June 13, 2012

Native Appropriations reviews Crooked Arrows

Adrienne Keene reviews the Native lacrosse movie in Crooked Arrows: The good, the bad, and the flute music

The good
  • I loved that they cast tons of local Haudenosuanee and other East Coast Natives as major roles (like all the lacrosse players), and all the extras were also local, so that was fun. I kept seeing people I knew--oh hey! There's Shiala! That's Charlotte! Look, that's Jonathan drumming!

  • The Natives weren't painted as backwards-stuck-in-the-past. This one seems like a "duh" kinda thing, but you'd be surprised. The students were shown using smart phones, ipods, laptops, etc., posting to twitter, Gil's character is shown posting to the Haudenosaunee Facebook page, which comes into play later. Even the elders made pop-culture references. Which is how I know the Native community (we use social media at higher rates than most other ethnic groups!), but most people think of us living in tipis without wifi.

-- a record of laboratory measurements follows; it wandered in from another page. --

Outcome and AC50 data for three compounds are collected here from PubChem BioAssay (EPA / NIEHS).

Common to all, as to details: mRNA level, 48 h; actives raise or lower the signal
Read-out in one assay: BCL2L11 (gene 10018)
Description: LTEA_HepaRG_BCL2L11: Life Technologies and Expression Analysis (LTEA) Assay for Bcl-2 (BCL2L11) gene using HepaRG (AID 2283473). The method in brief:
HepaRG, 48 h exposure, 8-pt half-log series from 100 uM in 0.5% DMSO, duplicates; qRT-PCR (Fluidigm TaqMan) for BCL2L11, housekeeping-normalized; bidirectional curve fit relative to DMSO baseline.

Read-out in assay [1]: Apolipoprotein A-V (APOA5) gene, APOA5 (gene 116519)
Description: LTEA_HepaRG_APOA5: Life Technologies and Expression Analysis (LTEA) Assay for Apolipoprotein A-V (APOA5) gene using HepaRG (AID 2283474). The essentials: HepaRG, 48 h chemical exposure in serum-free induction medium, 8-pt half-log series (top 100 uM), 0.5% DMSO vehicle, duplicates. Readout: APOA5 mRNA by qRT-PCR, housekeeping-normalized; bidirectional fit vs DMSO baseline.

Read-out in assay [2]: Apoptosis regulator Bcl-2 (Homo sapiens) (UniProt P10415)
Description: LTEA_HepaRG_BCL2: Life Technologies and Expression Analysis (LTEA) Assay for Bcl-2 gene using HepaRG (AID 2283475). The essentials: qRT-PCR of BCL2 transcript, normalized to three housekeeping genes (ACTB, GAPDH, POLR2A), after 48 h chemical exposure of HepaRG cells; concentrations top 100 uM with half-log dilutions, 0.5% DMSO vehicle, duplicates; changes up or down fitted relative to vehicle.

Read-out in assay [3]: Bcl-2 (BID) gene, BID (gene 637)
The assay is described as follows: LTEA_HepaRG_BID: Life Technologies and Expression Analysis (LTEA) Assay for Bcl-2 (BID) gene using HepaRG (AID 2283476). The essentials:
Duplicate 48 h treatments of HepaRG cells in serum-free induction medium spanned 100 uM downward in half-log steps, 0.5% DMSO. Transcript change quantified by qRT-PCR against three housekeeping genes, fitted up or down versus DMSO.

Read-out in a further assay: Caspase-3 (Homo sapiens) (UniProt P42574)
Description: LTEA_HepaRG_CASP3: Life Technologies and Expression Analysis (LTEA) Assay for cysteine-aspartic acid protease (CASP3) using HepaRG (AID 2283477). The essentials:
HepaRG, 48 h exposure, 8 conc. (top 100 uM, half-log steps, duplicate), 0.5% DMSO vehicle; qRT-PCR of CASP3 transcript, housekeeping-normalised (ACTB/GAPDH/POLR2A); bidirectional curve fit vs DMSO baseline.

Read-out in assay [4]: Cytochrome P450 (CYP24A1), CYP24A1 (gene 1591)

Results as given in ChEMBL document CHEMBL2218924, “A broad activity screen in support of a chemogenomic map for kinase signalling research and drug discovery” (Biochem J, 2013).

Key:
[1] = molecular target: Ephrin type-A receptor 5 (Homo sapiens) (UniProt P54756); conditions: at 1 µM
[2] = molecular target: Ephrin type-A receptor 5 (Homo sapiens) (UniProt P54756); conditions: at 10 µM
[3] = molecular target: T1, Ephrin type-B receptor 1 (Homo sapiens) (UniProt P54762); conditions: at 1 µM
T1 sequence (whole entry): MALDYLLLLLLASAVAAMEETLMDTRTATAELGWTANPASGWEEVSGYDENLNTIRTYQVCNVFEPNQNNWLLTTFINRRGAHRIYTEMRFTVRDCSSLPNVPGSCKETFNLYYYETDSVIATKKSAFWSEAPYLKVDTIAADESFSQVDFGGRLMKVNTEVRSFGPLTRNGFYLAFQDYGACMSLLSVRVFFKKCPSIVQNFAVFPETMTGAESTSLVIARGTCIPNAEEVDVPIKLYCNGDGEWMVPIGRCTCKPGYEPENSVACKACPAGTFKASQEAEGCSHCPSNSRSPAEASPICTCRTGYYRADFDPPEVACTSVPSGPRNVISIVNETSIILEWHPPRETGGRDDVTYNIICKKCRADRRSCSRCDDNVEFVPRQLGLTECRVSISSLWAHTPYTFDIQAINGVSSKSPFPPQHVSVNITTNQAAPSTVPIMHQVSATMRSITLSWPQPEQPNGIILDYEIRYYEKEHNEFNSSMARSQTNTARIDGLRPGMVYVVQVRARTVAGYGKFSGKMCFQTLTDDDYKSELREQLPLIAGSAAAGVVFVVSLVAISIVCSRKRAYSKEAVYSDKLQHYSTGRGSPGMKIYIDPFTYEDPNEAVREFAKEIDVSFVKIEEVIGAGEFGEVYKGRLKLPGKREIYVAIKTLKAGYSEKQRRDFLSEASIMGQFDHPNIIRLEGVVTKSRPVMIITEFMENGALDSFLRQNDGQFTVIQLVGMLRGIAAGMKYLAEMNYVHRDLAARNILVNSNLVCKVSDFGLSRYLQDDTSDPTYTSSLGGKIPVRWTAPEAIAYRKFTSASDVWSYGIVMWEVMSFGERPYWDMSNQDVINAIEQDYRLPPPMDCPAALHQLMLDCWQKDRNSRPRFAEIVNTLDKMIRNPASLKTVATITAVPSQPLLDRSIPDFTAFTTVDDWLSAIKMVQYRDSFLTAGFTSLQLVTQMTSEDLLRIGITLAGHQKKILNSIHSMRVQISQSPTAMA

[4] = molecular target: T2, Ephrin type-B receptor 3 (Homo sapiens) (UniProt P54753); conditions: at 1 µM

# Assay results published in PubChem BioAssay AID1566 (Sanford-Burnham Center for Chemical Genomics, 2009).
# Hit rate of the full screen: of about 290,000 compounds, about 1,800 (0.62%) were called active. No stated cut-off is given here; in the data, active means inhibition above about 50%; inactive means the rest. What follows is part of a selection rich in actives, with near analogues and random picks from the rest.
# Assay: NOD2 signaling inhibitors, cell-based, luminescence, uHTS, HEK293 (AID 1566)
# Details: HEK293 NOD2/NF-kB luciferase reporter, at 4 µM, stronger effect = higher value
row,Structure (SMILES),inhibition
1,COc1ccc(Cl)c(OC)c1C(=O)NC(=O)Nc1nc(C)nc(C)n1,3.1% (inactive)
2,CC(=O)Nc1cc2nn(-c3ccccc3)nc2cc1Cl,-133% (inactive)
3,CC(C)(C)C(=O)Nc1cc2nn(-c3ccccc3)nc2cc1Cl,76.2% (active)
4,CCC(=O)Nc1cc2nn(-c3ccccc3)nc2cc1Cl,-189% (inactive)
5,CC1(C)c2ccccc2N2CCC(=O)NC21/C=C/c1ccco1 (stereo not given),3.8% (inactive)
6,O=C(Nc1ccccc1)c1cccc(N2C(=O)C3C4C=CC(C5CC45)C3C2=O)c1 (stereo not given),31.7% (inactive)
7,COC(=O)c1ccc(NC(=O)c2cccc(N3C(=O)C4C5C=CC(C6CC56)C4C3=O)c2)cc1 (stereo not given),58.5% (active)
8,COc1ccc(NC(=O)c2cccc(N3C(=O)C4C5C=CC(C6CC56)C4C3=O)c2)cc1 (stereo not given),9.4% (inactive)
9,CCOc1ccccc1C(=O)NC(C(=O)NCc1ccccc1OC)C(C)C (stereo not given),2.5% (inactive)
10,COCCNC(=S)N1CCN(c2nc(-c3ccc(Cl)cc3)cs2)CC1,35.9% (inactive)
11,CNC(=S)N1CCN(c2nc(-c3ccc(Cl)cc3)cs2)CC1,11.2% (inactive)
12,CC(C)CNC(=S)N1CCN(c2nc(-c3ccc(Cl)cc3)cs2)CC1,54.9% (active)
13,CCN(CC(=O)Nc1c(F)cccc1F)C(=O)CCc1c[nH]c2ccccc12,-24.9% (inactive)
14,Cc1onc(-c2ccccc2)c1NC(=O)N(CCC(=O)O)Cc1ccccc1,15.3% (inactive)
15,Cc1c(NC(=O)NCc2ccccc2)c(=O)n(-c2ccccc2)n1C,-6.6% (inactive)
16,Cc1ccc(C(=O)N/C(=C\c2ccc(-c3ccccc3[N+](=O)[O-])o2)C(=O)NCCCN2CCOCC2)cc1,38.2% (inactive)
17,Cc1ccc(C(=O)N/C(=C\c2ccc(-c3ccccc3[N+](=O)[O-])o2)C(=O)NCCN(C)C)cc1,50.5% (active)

• This wasn't something I really noticed, since I'm not a LAX player, but apparently the action and all of the details around the sport itself were spot-on, and they included a lot of insider references for true fans of the sport. Nice.

  • I liked the playful Indian humor throughout--like the whole "vagina dodge" joke (Superman mis-translates the lacrosse term "v-cut" into the tribal language).

  • Overall the representations of Native "culture" (I should mention that the team is from the fictional "Sinoquat" Nation, which is supposed to be part of the Iroquois (Haudenosaunee) Confederacy) were done well, or as well as could be expected in a campy, cheesy sports movie. It was abundantly clear that the directors/producers tried very, very hard to show this was a Native film (more on that in a bit), while still appeasing majority non-Native audiences. They definitely showed a level of care and awareness that I haven't seen in a movie about Natives in a loooong time. Goes to show all the Native involvement in the film paid off.
  • The bad